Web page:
- Prof. James Hedberg
- Marshak Science 423A
- jhedberg@ccny.cuny.edu

Course Web Page: https://hedberg.ccnysites.cuny.edu/PHYS351/

- Lecture: Mondays & Wednesdays 12-1:40, In Person

- TBD

__Modern Classical Mechanics__, T.M. Helliwell and V.V. Sahakian, 2021, Cambridge

__Classical Mechanics__, John R. Taylor__Analytical Mechanics,__, G. Fowles and G. Cassiday__Classical Dynamics of Particles and Systems__, S. Thornton and J. Marion

- Computer

Newton's laws; Systems of particles; Small oscillations; Central forces and planetary motion; Rotations and rotating coordinate system; Introduction to rigid body motion; Lagrangian dynamics; Introduction to Hamiltonian dynamics. Prereq: PHYS 20800; MATH 39100; Co-req: MATH 34600 (required for Physics majors). 4 hr./wk.; 4 cr.

- Homework: 40%
- Project: 10%
- Midterms: 20%
- Final: 20%
- Participation/In-Class: 10%

Homework will be assigned bi-weekly

There will be work sheets and other in class activities that will graded on a participation basis.

Exams will be held during class period.

A written report/project will be due by the last day of class. The project will involve turning a static figure or plot into something dynamic and interactive using simple programming. To be discussed further.

The university has a published policy on academic integrity that may be found at: http://www.cuny.edu/about/administration/offices/la/Academic_Integrity_Policy.pdf Ignorance of this policy is no excuse. A student who cheats or plagiarizes may incur academic and disciplinary penalties, including failing grades, suspensions, or expulsion.

*Policies specific for this course and some clarifications regarding what constitutes unacceptable academic dishonesty:* For homework, you may work with classmates but you will be required to submit your own homework. Posting HW questions verbatim (word for word) to online homework helping sites or forums (Chegg, Yahoo answers for example) in the hopes of having someone else provide you with a solution is considered unacceptable behavior. This can and will lead to adverse actions including removal from the course.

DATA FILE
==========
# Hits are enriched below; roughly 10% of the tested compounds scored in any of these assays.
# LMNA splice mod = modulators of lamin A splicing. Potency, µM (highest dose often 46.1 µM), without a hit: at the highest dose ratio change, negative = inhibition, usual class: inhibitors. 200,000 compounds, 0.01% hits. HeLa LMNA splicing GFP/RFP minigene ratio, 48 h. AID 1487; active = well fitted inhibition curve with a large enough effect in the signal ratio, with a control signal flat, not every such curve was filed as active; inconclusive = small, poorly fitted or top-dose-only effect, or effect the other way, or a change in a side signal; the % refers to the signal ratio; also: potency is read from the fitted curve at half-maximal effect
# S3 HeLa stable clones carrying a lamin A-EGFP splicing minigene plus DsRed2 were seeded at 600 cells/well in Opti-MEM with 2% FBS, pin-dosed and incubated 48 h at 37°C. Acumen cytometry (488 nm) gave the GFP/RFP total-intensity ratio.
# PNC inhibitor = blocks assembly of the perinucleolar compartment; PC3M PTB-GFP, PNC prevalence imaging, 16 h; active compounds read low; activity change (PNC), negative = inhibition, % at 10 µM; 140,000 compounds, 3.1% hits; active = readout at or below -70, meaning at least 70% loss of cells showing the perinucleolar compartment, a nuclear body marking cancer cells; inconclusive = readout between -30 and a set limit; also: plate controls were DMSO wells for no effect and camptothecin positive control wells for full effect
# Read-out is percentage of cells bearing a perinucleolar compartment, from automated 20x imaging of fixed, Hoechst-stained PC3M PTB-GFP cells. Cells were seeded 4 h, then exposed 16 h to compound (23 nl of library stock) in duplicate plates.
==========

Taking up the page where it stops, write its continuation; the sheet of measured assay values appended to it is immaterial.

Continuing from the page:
*Students are expected to attend every class session of each course in which they are enrolled and to be on time.* The professor has the right to drop the student from the course for excessive absences. For this course, two weeks of unexcused absences will constitute an *excess of absences.* When a student is dropped from the course due to excessive absences, the Registrar will enter the grade of WU.

To stay within the guidelines of FERPA, we will only reply to your official ccny or cuny mail. Please do not use your yahoo or gmail or other personal accounts to communicate regarding course activities. Also, be professional in your communications. Include your name, course number, and EMPLID if you expect administrative actions to be needed.

In compliance with CCNY policy and equal access laws, appropriate academic accommodations are offered by the AccessAbility Center. Students who are registered with the AccessAbility office and are entitled to specific accommodations must arrange to have the Office notify the Professor in writing of their status at the beginning of the semester. If specific accommodations are required for a test, students must present the instructor with a form from the Accessibility Office at least one week prior to the test date in order to receive their accommodations.

After successfully completing this course, students should be able to

- understand basic Newtonian dynamics using vectors and vector calculus
- understand linear oscillations, Fourier series
- understand gravitation, gravitational potential
- develop a working knowledge of the calculus of variations
- understand Hamilton's variational principle, how it applies to classical dynamics
- How to construct the Lagrangian and apply Lagrangian dynamics to various problems
- understand the motion of planets and other central force examples
- understand notions of center of mass and relative coordinates
- understand rotations and motion in non-inertial frames
- understand rotational motion of rigid bodies and Euler's equations
- understand coupled oscillations
- understand how continuous systems can be described as limits of systems of particles
- Elements of special relativity, Lorentz transformations

- Matrices, vectors and vector calculus
- Newtonian Mechanics of a single particle
- Linear oscillations
- Nonlinear oscillations and chaos
- Gravitation
- Calculus of variations
- Hamilton's principle, Lagrangian Mechanics
- Central force motion
- Systems of particles
- Dynamics in noninertial frames
- Rigid body dynamics
- Coupled oscillations
- Continuous systems and waves
- Special theory of relativity